Conservation status Extended its breeding range eastward during the late 19th century and early 20th century. In recent decades, eastern population has declined again, but reasons are poorly understood.
Family Finches
Habitat Conifer forests; in winter, box elders and other maples, also fruiting shrubs. Breeds in coniferous and mixed forests; often associated with spruce and fir in northern forest, with pines in western mountains. In migration and winter, may be equally common in deciduous groves in woodlands and semi-open country.
This chunky, big-billed finch wanders widely in winter, descending on bird feeders in colorful, noisy flocks, to thrill feeder-watchers and to consume prodigious amounts of sunflower seeds. Originally a western bird, almost unknown east of the Great Lakes before the 1890s, it now breeds commonly east to New England and the Maritime Provinces. Its eastward spread may have been helped by both the planting of box elders (a favorite food tree) across northern prairies, and the abundance of bird feeders in the Northeast.

Feeding Behavior

Forages mostly in trees and shrubs, sometimes on ground. Except when nesting, usually forages in flocks.


3-4, sometimes 2-5. Pale blue to blue-green, blotched with brown, gray, purple. Incubation is by female only, about 11-14 days. Male may feed female during incubation. Young: Both parents feed the nestlings. Young leave the nest about 2 weeks after hatching. 1 or 2 broods per year.


Both parents feed the nestlings. Young leave the nest about 2 weeks after hatching. 1 or 2 broods per year.


Mostly seeds, some berries and insects. Seeds make up majority of diet, especially seeds of box elder, ash, maple, locust, and other trees. Also feeds on buds of deciduous trees, berries, small fruits, weed seeds. Will feed on oozing maple sap. Eats some insects in summer. At bird feeders, very fond of sunflower seeds. Will eat fine gravel for minerals and salts. Huge bill allows it to crack large seeds with ease.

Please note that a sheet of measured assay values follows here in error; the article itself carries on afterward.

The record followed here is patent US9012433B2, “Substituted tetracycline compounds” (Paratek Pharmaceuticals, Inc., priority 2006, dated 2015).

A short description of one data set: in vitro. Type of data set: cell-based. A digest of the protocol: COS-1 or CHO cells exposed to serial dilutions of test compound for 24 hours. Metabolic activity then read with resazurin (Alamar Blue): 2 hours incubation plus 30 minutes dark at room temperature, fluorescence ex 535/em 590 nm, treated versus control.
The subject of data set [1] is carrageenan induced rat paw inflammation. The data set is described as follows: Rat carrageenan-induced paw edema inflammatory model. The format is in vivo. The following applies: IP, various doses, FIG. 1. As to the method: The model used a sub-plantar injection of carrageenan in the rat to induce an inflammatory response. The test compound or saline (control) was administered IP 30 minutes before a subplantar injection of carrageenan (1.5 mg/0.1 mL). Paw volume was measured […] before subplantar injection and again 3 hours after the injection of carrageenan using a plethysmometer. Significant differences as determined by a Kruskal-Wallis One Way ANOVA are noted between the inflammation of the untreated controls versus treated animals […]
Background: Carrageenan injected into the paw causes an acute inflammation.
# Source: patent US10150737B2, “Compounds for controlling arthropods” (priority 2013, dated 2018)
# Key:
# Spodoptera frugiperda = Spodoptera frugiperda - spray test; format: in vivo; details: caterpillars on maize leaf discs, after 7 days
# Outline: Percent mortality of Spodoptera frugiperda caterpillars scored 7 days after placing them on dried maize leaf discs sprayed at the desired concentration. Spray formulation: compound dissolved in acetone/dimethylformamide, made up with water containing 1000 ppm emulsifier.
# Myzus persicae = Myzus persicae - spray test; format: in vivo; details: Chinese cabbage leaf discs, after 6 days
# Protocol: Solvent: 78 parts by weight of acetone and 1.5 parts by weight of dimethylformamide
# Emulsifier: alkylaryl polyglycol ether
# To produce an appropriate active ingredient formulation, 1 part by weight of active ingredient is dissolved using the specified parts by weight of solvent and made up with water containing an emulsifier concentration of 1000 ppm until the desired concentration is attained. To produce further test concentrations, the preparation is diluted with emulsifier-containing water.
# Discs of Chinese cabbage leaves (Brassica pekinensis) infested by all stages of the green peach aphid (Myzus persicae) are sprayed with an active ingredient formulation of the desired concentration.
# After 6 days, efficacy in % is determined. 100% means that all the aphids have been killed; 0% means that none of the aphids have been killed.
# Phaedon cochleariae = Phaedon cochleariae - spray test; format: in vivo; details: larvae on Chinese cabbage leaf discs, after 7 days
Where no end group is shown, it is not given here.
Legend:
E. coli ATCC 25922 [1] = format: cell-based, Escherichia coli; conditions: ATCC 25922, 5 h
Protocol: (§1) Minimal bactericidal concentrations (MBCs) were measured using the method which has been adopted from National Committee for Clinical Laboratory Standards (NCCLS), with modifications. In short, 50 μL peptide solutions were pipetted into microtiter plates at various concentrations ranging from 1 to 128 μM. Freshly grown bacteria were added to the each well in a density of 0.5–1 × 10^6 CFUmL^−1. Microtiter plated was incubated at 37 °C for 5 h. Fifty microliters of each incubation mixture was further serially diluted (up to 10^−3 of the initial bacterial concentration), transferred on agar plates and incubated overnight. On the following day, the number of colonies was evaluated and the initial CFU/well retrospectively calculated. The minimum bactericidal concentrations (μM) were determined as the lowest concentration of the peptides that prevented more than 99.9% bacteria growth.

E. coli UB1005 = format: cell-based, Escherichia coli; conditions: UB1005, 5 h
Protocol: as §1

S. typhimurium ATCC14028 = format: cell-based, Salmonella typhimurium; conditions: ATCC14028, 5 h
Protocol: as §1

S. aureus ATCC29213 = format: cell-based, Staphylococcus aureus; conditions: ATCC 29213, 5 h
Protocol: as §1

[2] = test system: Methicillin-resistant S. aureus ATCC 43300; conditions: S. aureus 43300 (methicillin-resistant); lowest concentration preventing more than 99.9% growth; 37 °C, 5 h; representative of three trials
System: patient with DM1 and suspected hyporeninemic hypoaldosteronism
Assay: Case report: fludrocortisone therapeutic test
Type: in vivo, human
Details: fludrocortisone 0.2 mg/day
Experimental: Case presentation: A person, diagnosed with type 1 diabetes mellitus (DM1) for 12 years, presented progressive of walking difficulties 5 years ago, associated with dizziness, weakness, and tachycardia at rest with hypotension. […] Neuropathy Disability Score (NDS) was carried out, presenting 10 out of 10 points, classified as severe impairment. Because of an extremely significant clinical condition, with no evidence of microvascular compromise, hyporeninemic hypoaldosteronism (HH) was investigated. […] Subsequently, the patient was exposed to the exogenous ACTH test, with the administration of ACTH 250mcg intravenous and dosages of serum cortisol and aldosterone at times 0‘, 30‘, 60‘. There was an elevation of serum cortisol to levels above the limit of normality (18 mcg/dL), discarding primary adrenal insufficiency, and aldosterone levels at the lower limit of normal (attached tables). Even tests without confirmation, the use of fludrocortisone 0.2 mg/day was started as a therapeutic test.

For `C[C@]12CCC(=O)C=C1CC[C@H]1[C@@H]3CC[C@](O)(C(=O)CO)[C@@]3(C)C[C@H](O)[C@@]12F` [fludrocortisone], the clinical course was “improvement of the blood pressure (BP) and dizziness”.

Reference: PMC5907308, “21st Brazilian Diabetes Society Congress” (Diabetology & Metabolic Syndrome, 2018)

In courtship, male "dances" with head and tail raised, wings drooped and vibrating, as he swivels back and forth. Male frequently feeds female. In another courtship display, both members of a pair may bow alternately. Nest: Usual site is on horizontal branch (often well out from trunk) or in vertical fork of tree. Height varies, usually 20-60' above ground, can be 10-100' up. Nest (built by female) is a rather loosely made cup of twigs, lined with fine grass, moss, rootlets, pine needles.

Illustration © David Allen Sibley.
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Text © Kenn Kaufman, adapted from
Lives of North American Birds

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Winter range in East very irregular, large numbers moving far south in some winters, little apparent movement in others. Such invasions have become smaller and less frequent in recent years. In the West, occasionally invades lowlands from nesting areas in mountains.

  • All Seasons - Common
  • All Seasons - Uncommon
  • Breeding - Common
  • Breeding - Uncommon
  • Winter - Common
  • Winter - Uncommon
  • Migration - Common
  • Migration - Uncommon

See a fully interactive migration map for this species on the Bird Migration Explorer.

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Songs and Calls

Song a series of short, musical whistles. Call note similar to the chirp of the House Sparrow but louder and more ringing.
Audio © Lang Elliott, Bob McGuire, Kevin Colver, Martyn Stewart and others.
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